Excerpt: ... he skeletal system. A group of interacting mechanical or electrical components. A network of structures and channels, as for communication, travel, or distribution. A network of related computer software, hardware, and data transmission devices. IE418 Lecture 1 4 Why do we model systems? The exercise of building a model can provide insight. It's possible to do things with models that we can't do with "the real thing." Analyzing models can help us decide on a course of action. IE418 Lecture 1 5 Examples of Standard Model Types Simulation Models Probability Models Economic Models Biological Models Mathematical Programming Models IE418 Lecture 1 6 Mathematical Programming Models What does mathematical programming mean? Programming here means "planning." Literally, these are "mathematical models for planning." Also called optimization models. The essential element is the existence of an objective. Some categories of mathematical programs (see the ...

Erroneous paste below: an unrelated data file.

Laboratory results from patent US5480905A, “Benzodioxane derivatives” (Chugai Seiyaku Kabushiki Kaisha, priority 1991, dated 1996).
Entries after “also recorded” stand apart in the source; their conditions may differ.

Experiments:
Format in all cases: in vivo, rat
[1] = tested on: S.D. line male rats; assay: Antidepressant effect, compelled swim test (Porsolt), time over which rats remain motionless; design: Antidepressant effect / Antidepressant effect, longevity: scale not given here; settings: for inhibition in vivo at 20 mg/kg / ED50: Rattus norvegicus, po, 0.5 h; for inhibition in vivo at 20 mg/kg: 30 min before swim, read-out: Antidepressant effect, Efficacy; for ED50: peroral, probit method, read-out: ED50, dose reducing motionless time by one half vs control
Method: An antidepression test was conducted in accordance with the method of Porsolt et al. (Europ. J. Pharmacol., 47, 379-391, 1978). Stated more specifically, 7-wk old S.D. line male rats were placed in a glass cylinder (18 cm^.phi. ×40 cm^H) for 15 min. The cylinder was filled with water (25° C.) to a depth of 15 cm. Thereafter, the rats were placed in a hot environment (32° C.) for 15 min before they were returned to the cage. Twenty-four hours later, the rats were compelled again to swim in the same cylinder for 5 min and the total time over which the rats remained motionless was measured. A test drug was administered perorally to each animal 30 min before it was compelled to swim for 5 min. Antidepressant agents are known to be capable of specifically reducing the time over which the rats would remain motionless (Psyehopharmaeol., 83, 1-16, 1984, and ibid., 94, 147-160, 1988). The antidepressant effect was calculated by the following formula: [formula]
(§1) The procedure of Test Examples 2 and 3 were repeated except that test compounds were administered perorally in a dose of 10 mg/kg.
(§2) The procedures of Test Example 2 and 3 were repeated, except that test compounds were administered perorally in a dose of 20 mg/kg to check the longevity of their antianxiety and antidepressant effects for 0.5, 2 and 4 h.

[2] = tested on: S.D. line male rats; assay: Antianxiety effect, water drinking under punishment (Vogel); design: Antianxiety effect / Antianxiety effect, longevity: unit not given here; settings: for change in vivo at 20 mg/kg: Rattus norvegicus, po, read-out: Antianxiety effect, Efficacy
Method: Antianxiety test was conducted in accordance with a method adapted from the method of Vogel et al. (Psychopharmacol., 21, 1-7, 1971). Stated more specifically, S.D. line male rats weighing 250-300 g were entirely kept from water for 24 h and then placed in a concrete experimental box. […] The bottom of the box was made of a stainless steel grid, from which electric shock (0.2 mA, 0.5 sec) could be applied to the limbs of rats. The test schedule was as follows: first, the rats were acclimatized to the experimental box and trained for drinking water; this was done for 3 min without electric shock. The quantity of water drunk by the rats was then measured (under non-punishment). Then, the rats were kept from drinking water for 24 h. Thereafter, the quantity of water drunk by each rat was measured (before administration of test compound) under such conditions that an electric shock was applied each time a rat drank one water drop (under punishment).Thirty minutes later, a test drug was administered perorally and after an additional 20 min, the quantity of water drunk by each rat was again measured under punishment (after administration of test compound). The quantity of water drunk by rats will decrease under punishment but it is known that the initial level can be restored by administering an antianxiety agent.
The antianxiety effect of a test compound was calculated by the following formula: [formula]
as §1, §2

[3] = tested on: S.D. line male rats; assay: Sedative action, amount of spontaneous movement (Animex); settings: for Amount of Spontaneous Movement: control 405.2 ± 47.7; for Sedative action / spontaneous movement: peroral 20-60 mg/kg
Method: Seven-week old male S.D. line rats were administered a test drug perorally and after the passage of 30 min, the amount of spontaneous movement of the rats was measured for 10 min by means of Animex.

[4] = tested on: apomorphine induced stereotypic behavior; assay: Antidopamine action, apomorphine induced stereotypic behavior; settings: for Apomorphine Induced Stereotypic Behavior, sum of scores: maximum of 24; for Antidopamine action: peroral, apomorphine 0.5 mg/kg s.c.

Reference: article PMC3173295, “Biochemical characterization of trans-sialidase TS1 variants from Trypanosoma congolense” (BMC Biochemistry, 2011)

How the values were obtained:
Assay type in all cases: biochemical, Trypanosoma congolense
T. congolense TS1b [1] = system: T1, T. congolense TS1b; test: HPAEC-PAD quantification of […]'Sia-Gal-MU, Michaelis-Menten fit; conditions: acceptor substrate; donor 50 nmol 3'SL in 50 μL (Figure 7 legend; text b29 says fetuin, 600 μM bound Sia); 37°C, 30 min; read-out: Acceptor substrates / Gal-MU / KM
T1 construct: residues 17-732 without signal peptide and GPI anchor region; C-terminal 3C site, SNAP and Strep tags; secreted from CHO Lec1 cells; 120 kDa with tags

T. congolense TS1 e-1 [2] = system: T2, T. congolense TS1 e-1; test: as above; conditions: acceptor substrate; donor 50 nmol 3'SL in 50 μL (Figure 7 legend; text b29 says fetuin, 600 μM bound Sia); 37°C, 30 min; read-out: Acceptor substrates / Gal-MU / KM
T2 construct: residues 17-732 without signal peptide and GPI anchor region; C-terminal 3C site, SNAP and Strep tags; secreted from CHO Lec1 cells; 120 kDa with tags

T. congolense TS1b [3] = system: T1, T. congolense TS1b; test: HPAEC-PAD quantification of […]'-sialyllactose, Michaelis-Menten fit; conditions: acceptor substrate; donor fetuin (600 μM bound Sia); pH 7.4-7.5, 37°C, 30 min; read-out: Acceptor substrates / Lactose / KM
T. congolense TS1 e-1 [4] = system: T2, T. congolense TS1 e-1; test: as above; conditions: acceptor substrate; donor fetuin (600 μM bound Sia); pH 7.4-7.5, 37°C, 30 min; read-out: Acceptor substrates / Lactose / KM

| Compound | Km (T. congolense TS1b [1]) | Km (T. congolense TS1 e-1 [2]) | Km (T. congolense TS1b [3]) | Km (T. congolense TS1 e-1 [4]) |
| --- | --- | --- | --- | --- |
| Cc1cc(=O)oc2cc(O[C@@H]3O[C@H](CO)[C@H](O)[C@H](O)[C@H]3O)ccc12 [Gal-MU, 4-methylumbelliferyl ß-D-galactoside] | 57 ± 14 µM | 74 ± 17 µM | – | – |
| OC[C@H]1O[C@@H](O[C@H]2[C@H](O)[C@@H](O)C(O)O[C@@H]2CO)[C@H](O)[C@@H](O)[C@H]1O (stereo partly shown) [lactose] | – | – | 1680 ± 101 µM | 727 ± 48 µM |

• 1 Pages

    ps8

    Lehigh, IE 406

    Excerpt: ... Problem Set 8 IE406 Introduction to Mathematical Programming Dr. Ralphs Due November 19, 2006 1. Bertsimas 7.3 2. Bertsimas 7.10 3. Bertsimas 7.11 4. Bertsimas 7.20 1 ...

  • 1 Pages

    ps5

    Lehigh, IE 406

    Excerpt: ... Problem Set 5 IE406 Introduction to Mathematical Programming Dr. Ralphs Due Oct 17, 2007 1. Bertsimas 4.3 2. Bertimas 4.5 3. Bertsimas 4.8 4. AMPL Chapter 1, problem 3 1 ...

  • 1 Pages

    ps3

    Lehigh, IE 406

    Excerpt: ... Problem Set 3 IE406 Introduction to Mathematical Programming Dr. Ralphs Due Sept 19, 2007 1. 2.2 2. 2.9 3. 3.2 4. 3.4 1 ...

  • 1 Pages

    ps9

    Lehigh, IE 406

    Excerpt: ... Problem Set 9 IE406 Introduction to Mathematical Programming Dr. Ralphs Due November 28, 2007 1. Bertsimas 10.4 2. Bertsimas 11.1 3. Bertsimas 11.4 4. Bertsimas 11.8 1 ...

  • 1 Pages

    ps2

    Lehigh, IE 406

    Excerpt: ... Problem Set 2 IE406 Introduction to Mathematical Programming Dr. Ralphs Due Sept 12, 2007 1. Bertsimas 1.10 2. Bertsimas 1.19 3. Bertsimas 2.4 4. Bertsimas 2.10 1 ...

  • 1 Pages

    ps6

    Lehigh, IE 406

    Excerpt: ... Problem Set 7 IE406 Introduction to Mathematical Programming Dr. Ralphs Due October 24, 2007 1. AMPL Chapter 1, problem 4 2. Bertsimas 5.1 3. Bertimas 5.5 4. Bertsimas 5.10 1 ...